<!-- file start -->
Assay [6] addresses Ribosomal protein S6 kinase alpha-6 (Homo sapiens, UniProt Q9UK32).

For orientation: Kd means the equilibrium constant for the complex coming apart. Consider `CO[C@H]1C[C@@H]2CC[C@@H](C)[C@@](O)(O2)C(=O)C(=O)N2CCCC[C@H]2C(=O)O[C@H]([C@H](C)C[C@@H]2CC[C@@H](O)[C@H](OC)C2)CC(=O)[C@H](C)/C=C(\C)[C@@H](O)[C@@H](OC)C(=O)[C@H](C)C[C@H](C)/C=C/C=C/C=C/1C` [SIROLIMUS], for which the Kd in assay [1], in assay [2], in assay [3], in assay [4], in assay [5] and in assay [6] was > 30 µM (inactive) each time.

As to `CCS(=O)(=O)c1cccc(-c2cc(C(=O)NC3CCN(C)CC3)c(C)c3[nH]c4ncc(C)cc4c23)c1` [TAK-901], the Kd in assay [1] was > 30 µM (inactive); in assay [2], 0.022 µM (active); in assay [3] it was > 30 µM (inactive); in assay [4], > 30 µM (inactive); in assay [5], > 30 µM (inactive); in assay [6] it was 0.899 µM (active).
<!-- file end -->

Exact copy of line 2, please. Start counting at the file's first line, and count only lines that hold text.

For orientation: Kd means the equilibrium constant for the complex coming apart. Consider `CO[C@H]1C[C@@H]2CC[C@@H](C)[C@@](O)(O2)C(=O)C(=O)N2CCCC[C@H]2C(=O)O[C@H]([C@H](C)C[C@@H]2CC[C@@H](O)[C@H](OC)C2)CC(=O)[C@H](C)/C=C(\C)[C@@H](O)[C@@H](OC)C(=O)[C@H](C)C[C@H](C)/C=C/C=C/C=C/1C` [SIROLIMUS], for which the Kd in assay [1], in assay [2], in assay [3], in assay [4], in assay [5] and in assay [6] was > 30 µM (inactive) each time.